Leveraging the Blue Economy for Gender Equality in Samoa

By Kanni Wignaraja and Aliona Niculita

October 15, 2023

The women of Lu'ua, Faga preparing the tray of limu or seaweed to be taken to the sea for cultivating

Photo: UNDP Samoa

Renowned Pacific writer, Epeli Hau’ofa, summed up perfectly the Pacific Islands’ deep ties to the sea when he wrote: Oceania is us. We are the sea. We are the ocean. We should not be defined by the smallness of our islands, but the greatness of our oceans.

This is the lens through which the Pacific Islands see the Blue Economy – an existential issue that will determine the economy, nourishment, culture and identity of its people. In 2017, Pacific Forum Leaders endorsed the “Blue Pacific” identity to reaffirm the collective identity and connections of Pacific peoples with their ocean environment.

The United Nations Development Programme (UNDP) defines the Blue Economy as the sustainable use of ocean resources for economic growth, jobs, and social and financial inclusion, with a focus on the preservation as well as restoration of the health of ocean ecosystems. It is a relatively new paradigm in the development discourse that focuses on the use and management of ocean and marine resources, balancing the aims of growth and environmental sustainability. It covers a wide range of economic activities including fisheries and aquaculture, marine protected areas, ports and shipping, coastal infrastructure development, renewable energy, marine tourism, and more.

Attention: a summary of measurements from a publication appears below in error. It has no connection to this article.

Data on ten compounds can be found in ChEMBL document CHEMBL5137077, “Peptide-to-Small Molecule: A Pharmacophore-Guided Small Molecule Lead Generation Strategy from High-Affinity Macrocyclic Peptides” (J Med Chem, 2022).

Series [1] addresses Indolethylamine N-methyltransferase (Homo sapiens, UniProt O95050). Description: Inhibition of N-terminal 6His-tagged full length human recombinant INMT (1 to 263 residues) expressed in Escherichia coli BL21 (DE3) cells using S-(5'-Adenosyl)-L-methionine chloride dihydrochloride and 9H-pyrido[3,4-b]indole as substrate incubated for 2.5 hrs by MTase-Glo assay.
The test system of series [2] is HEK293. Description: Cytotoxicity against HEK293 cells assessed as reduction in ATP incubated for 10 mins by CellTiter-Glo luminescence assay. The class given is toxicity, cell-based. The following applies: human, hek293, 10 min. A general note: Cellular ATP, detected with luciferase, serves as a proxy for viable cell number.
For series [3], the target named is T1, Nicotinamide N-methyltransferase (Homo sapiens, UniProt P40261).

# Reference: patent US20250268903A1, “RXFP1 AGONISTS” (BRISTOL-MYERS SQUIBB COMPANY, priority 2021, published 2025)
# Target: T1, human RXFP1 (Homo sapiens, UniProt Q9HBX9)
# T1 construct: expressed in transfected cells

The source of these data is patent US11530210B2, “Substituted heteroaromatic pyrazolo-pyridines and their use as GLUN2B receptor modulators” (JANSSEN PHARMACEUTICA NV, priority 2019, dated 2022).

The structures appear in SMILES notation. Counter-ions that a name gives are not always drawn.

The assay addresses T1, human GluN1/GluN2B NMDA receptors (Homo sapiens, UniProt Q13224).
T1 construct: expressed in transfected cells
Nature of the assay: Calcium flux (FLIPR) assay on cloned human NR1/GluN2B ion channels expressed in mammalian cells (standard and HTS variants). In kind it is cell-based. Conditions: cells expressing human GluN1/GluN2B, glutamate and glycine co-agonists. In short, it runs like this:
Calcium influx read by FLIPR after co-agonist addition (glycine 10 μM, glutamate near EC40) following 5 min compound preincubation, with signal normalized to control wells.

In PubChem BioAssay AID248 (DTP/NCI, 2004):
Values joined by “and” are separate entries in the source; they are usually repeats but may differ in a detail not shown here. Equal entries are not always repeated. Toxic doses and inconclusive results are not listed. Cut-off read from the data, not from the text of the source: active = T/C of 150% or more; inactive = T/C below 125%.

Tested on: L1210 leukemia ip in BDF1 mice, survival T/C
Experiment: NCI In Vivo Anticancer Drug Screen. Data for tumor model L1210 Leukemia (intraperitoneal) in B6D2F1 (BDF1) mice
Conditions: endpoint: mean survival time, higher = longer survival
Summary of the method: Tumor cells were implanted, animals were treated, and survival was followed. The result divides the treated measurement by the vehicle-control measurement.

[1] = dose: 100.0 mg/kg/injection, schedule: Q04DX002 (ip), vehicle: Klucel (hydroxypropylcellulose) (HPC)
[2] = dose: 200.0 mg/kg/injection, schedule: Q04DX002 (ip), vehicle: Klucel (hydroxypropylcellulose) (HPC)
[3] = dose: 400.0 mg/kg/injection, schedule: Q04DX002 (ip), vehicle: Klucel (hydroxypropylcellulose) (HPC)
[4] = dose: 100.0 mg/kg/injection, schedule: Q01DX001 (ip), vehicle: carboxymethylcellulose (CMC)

With the economic potential of the oceans and the seas being better analysed and measured today, many island countries are investing greater financial, technological, and human capital to develop maritime economies and leverage their unique ocean resources. Samoa for instance has adopted the Samoa Ocean Strategy (SOS) 2020-30, and both the island nations of Niue and Tokelau are developing sustainable Blue Economy strategies.

The success of these strategies cannot rest on governments alone and will depend on joint and coordinated efforts of a wide range of partners – domestic business, international multinationals and the bilateral and multilateral partners involved. It must embed and centre on the communities, and most importantly the women, whose lives and livelihoods depend on these waters.    

According to a 2020 World Bank report on Gender Integration in the Blue Economy portfolio – Review of Experiences and Future Opportunities, women play a particularly significant role in the balance we are seeking in managing Blue Economy sectors, encompassing activities in fisheries, aquaculture, processing, trading of marine products, waste management, coastal tourism, marine conservation, and coastal disaster risk reduction. Yet, gender norms often prevent women from developing and contributing to their full potential. While this is true for many other sectors as well, given Samoa’s dependence on optimizing the benefits of the blue economy, this obstruction hurts even more.